Mogadishu — The UN, IGAD and the African Union issued a joint statement on Friday to those using "nefarious means" to coerce positions in government in upcoming Somali elections, Garowe Online reports.
The joint letter was signed by UN Special Representative to Somalia Augustine Mahiga, Special Representative of the Chairperson of the African Union Commission for Somalia Boubacar Diarra and IGAD Special Facilitator for Somalia Peace and National Reconciliation, Kipruto Kirwa.
With less than two weeks left the international community released a joint statement that stated that it would be unacceptable for individuals to jeopardize the political process at such a critical stage, and said that those attempting to "manipulate, delay or derail this process".... "would be dealt with as spoilers".
The letter also singled out campaigning politicians who have a history of violence and criminality.
The Technical Selection Committee (TSC) which are responsible for assessing if the MP-elects meet the agreed upon criteria, were given a warning to ensure that former MPs with a debauched record not be reelected.
"We strongly urge the TSC to ensure that those people who have a history of criminality, violence and intimidation, or who are employing bribery and corruption, and other political spoilers are not returned to Parliament," read the letter.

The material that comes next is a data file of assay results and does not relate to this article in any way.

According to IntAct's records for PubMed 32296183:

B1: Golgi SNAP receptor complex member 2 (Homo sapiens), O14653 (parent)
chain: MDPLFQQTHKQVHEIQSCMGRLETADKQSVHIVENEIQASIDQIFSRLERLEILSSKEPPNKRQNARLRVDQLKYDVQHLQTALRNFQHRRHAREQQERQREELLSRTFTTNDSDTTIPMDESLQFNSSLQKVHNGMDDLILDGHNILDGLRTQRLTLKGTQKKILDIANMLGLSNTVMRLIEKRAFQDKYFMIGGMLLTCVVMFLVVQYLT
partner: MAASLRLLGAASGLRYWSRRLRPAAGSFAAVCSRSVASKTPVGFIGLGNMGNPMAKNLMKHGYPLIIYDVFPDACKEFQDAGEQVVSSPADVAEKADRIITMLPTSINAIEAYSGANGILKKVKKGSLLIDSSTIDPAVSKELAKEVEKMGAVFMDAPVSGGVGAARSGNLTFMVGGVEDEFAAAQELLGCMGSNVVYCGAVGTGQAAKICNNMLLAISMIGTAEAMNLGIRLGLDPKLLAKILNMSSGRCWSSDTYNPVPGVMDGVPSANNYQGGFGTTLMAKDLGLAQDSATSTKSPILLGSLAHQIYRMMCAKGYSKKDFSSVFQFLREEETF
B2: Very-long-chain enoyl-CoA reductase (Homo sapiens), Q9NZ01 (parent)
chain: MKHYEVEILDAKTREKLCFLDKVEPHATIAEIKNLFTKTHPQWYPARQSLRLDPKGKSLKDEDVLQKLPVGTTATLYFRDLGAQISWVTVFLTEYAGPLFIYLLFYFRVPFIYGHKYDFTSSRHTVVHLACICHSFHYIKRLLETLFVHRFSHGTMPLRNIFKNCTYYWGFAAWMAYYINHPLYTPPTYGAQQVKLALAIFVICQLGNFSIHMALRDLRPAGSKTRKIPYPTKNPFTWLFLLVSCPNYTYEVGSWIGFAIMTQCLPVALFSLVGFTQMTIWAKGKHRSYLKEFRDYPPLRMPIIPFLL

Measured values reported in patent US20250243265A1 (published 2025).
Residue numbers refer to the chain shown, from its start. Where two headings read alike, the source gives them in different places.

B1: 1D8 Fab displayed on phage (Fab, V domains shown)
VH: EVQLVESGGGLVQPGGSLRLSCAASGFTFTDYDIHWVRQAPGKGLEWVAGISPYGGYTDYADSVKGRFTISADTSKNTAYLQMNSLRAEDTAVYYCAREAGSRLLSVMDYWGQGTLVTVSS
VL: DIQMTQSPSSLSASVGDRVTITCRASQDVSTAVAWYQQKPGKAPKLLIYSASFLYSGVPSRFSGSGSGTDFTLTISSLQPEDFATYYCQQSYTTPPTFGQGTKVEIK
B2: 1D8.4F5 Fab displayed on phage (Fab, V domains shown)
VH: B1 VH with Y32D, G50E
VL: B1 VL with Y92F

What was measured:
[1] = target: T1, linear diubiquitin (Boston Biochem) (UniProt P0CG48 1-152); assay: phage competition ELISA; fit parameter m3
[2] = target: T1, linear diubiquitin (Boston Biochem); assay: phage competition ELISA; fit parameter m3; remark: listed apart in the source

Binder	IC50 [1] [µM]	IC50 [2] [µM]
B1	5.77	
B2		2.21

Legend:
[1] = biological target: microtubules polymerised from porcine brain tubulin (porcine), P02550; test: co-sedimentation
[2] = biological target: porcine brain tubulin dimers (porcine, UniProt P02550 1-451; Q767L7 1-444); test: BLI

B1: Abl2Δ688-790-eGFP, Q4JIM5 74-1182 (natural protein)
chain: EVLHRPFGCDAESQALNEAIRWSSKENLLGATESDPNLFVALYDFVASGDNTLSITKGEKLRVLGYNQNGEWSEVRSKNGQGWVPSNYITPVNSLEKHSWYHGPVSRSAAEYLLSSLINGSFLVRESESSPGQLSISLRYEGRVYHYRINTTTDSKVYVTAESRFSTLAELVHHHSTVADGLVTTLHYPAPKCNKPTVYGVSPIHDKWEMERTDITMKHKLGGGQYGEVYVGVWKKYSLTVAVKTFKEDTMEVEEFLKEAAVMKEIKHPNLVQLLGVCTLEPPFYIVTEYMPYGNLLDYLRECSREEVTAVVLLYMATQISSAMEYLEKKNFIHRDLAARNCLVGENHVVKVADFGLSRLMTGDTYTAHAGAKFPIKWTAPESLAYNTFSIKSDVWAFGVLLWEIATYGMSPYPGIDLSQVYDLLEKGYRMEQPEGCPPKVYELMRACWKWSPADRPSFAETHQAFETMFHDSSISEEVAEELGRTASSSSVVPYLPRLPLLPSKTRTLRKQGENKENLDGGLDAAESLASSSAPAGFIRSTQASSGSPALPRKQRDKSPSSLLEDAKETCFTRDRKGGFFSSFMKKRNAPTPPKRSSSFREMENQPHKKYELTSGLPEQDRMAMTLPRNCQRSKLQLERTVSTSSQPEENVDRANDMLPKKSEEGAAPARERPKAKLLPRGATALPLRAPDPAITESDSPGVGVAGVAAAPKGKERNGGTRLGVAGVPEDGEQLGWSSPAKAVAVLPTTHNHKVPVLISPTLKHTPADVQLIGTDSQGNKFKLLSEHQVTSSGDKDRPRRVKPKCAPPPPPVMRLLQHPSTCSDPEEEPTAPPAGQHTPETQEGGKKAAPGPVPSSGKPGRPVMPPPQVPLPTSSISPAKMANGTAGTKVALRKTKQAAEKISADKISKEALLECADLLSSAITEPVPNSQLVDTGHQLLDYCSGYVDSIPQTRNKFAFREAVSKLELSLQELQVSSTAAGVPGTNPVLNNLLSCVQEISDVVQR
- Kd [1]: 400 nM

According to the statement, the TSC will also be given "comprehensive information" to give them the opportunity to select credible members of parliament. The letter does not describe from who or what organization the comprehensive information will be obtained from.
As the elections draws closer, the political process in its late stages has been marred by controversy as reports of intimidation, coercion and bribery of tribal elders and members of the TSC by individuals who are aspiring for political seats in the new federal government is increasing.
The UN, IGAD and the AU have issued numerous similar warnings throughout the political process over the past year. Despite the stark warnings by the international community the reports of 'spoiler' behavior have not ceased to stop .